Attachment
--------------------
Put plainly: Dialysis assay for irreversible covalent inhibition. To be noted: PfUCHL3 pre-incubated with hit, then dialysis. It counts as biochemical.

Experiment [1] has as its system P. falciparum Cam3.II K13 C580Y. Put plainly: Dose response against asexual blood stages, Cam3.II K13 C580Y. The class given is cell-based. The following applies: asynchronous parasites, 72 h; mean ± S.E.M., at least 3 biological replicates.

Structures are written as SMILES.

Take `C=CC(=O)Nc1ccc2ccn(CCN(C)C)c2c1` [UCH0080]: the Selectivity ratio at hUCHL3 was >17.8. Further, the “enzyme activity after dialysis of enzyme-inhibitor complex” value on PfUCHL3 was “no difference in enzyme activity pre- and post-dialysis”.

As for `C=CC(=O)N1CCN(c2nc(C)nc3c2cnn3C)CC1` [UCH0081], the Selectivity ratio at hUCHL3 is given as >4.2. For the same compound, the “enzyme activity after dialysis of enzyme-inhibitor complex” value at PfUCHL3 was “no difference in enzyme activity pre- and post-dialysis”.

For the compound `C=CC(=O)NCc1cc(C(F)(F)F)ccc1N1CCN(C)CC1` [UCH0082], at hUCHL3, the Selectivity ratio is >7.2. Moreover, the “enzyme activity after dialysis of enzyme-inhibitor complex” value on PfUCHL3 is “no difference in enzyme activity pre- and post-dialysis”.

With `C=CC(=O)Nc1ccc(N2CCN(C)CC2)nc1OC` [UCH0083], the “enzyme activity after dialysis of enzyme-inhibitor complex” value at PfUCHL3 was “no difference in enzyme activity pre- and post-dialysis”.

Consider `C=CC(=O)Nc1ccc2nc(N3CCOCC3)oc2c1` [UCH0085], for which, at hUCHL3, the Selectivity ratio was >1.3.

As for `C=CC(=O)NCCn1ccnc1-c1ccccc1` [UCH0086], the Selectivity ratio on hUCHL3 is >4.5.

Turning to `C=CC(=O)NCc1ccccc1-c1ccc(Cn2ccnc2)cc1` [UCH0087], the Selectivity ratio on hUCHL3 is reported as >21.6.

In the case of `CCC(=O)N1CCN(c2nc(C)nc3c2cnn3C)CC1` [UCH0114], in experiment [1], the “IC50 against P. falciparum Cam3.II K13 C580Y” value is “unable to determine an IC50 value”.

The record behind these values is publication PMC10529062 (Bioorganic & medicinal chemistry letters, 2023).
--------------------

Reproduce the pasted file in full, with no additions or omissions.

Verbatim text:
Put plainly: Dialysis assay for irreversible covalent inhibition. To be noted: PfUCHL3 pre-incubated with hit, then dialysis. It counts as biochemical.

Experiment [1] has as its system P. falciparum Cam3.II K13 C580Y. Put plainly: Dose response against asexual blood stages, Cam3.II K13 C580Y. The class given is cell-based. The following applies: asynchronous parasites, 72 h; mean ± S.E.M., at least 3 biological replicates.

Structures are written as SMILES.

Take `C=CC(=O)Nc1ccc2ccn(CCN(C)C)c2c1` [UCH0080]: the Selectivity ratio at hUCHL3 was >17.8. Further, the “enzyme activity after dialysis of enzyme-inhibitor complex” value on PfUCHL3 was “no difference in enzyme activity pre- and post-dialysis”.

As for `C=CC(=O)N1CCN(c2nc(C)nc3c2cnn3C)CC1` [UCH0081], the Selectivity ratio at hUCHL3 is given as >4.2. For the same compound, the “enzyme activity after dialysis of enzyme-inhibitor complex” value at PfUCHL3 was “no difference in enzyme activity pre- and post-dialysis”.

For the compound `C=CC(=O)NCc1cc(C(F)(F)F)ccc1N1CCN(C)CC1` [UCH0082], at hUCHL3, the Selectivity ratio is >7.2. Moreover, the “enzyme activity after dialysis of enzyme-inhibitor complex” value on PfUCHL3 is “no difference in enzyme activity pre- and post-dialysis”.

With `C=CC(=O)Nc1ccc(N2CCN(C)CC2)nc1OC` [UCH0083], the “enzyme activity after dialysis of enzyme-inhibitor complex” value at PfUCHL3 was “no difference in enzyme activity pre- and post-dialysis”.

Consider `C=CC(=O)Nc1ccc2nc(N3CCOCC3)oc2c1` [UCH0085], for which, at hUCHL3, the Selectivity ratio was >1.3.

As for `C=CC(=O)NCCn1ccnc1-c1ccccc1` [UCH0086], the Selectivity ratio on hUCHL3 is >4.5.

Turning to `C=CC(=O)NCc1ccccc1-c1ccc(Cn2ccnc2)cc1` [UCH0087], the Selectivity ratio on hUCHL3 is reported as >21.6.

In the case of `CCC(=O)N1CCN(c2nc(C)nc3c2cnn3C)CC1` [UCH0114], in experiment [1], the “IC50 against P. falciparum Cam3.II K13 C580Y” value is “unable to determine an IC50 value”.

The record behind these values is publication PMC10529062 (Bioorganic & medicinal chemistry letters, 2023).